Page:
So we brought Chuck out two days early, we rehearsed for a couple days and as soon as they heard the rehearsals the record company said, "We want to make a record." And then it just happened that weekend. Ding, dong, boom, next. (Laughs.) They didn't really consider us to be much of the deal. We were just the band. But it was the beginning of many shows where I backed up Chuck and a lot of shows where we just kept the Fillmore open because we were a good band. I think we played there 109 times. They gave me the number the last time I played there. "You know, you've been here 109 times, Steve." Yeah, I know!
So it was a very, very exciting time. It was really, really fun because we were really young and we really felt like we were changing the world. And we were. Because up until "The Joker" got on AM radio they wouldn't touch us with a 10-foot pole. We were just some underground, progressive rock band. It was typical corporate America. They didn't want to change anything. They didn't want to make stereo records. Why? You've got mono. There was a lot of energy focused against us, especially by the people who controlled the top 10, the corporations who controlled the Frankie Avalons of the world. The kind of acts we seem to have a lot of now where Disney's created a new band and is going to put it on ABC and it's the only thing you're going to see. They're thinking that two years from now we'll be selling lunch buckets and get some more 50-year-old guys in here to write some music for these kids. Who picked that outfit? It's not sexy enough. It's that kind of corporate business, those walls got all broken down.
The advent of FM radio made it possible. You could buy an FM radio station for $50,000. We'd go do our concerts where we'd go from San Francisco to Phoenix to Detroit to Cleveland to Boston to New York. And that was it. And then, finally, the shows started getting bigger and every time we'd go out and play it'd be like we were bringing this culture to your town. It wasn't like a rock band is coming to town, it was like a cultural event was coming. We toured like that for years, for seven years we were just carrying that around. Then finally we got a hit single that made itself a hit, "The Joker." It wasn't that AM radio wanted it, they had to play it. Then all of a sudden we were the Kings of AM radio.
More than you can imagine, after the jump...
So when you wrote that song did you know that it would change your career and that 35 years later it would still be the song that defines you?
Absolutely not. It was kind of like my last record. I was pretty much at the end of my line with Capitol Records at the time. They weren't promoting us or giving us any help. We were still selling 300,000 albums which was paying for all the executives and keeping the company open but we couldn't get hit singles on the radio. So I'd go out and do 60 cities and there might not be records in that town. They just weren't paying attention and I was at war with them all the time. I remember handing them "The Joker" record (the full album). I made it in 19 days, I produced it by myself and I was pretty much at the end of the line. It just seemed like, "Wow, it's not going to happen, I'm going to be stuck on the road doing 180 cities a year making $15,000 at the end of the year." It was really tough. "The Joker" took off and at the same time FM radio was getting bigger and stronger. I took a year and a half off and worked on "Fly Like an Eagle" and "Book of Dreams" and then those came out and FM radio was even stronger and in 1978 FM radio and AM radio were tied in a death struggle and FM radio won. So it took a complete change in the powers that be. It'd be like finding out that ABC, NBC and CBS don't matter anymore. It was like that. So everything opened up for a while.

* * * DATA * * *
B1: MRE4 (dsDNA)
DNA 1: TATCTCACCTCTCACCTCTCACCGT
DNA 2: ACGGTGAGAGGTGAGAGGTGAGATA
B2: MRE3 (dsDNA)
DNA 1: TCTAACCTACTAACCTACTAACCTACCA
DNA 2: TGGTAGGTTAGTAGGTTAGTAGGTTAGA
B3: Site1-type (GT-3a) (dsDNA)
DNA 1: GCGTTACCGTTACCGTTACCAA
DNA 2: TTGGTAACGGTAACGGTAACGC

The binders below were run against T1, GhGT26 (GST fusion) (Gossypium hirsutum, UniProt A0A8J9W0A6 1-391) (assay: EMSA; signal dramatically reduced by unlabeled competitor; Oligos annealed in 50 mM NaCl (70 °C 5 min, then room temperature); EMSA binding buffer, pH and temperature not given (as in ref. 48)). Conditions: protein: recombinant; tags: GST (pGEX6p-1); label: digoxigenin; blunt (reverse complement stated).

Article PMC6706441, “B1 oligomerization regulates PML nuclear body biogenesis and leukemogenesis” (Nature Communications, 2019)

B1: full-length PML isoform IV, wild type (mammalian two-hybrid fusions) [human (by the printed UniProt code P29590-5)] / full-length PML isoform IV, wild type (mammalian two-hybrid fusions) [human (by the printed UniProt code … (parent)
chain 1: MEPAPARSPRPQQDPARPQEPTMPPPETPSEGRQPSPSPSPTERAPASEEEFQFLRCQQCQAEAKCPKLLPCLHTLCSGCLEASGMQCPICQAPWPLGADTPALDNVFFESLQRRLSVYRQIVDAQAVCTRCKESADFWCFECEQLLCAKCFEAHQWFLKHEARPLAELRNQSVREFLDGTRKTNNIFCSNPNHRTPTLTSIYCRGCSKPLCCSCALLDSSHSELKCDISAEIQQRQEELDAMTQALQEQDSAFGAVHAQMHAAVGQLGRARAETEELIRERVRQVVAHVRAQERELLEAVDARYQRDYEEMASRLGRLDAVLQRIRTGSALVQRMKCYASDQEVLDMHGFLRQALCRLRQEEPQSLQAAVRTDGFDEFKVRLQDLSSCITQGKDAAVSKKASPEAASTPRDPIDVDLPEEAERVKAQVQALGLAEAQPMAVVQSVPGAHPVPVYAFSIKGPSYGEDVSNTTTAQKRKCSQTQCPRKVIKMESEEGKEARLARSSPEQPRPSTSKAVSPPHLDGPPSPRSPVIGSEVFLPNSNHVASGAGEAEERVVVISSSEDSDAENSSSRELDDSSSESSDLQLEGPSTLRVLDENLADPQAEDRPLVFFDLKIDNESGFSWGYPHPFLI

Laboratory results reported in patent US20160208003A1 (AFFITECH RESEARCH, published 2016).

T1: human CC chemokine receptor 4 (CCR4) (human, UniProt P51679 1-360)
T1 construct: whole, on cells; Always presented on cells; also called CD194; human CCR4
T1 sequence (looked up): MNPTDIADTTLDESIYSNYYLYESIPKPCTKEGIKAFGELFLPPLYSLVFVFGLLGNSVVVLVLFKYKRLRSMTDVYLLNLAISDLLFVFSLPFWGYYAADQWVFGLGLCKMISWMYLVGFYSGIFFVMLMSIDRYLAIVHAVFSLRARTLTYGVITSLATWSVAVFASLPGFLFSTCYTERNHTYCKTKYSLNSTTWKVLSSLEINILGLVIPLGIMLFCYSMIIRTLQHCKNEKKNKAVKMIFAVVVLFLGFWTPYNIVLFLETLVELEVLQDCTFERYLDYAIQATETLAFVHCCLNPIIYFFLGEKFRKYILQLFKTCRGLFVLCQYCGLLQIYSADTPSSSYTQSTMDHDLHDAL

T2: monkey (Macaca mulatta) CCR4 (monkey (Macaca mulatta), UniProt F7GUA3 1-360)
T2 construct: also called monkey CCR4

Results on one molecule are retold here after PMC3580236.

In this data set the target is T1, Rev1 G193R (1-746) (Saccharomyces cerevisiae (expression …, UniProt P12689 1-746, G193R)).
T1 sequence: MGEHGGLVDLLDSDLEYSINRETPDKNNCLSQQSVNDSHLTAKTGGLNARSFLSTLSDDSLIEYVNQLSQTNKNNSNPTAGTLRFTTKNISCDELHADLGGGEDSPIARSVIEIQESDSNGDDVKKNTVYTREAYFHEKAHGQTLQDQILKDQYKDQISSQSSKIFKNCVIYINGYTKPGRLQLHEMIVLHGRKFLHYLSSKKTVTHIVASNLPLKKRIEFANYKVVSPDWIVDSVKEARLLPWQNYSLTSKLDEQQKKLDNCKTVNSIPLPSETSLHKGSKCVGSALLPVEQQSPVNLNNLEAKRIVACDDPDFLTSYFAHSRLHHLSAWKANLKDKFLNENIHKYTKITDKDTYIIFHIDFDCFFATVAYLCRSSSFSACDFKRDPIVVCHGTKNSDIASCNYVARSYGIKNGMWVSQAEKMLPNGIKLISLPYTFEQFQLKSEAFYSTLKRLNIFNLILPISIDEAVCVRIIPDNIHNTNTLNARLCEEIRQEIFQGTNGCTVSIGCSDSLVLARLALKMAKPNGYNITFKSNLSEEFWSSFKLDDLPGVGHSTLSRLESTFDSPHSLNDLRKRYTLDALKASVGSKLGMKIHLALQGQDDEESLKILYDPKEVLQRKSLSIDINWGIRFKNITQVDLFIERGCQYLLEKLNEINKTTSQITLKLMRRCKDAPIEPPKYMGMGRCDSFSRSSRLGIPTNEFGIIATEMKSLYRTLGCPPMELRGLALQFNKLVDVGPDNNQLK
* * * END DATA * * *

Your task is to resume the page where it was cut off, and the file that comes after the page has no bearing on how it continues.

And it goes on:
And it didn't take long for the corporations to take over FM radio and turn it into what it is now. But back in those days we'd go to Detroit and do our show and then we'd go over to the radio station and play Lord Buckley records until four in the morning. T-Bone Walker, anything we wanted to, they'd just turn the radio station over to us. So we used all of that. Every town we went to we always went to the local FM radio station and they'd just go, "Yeah, come on down! Bring the whole band! How long do you want to be on?" So those were all things that opened up and business as usual changed for a while and that's what gave us a chance to get in there. We were different than all the normal performing acts. If you look at what's considered an entertainer now, it's somebody who has to be able to dance and look really good and sing with virtuosity and somebody else writes the music and it's a $2 million video and it's a corporate undertaking. Whereas back then the record business was still funky enough that you could break a record out in Seattle and somebody would say, "Hey, there's this tune up in Seattle maybe we ought to play it here in Washington, D.C." The FM guys were the guys that made all that happen.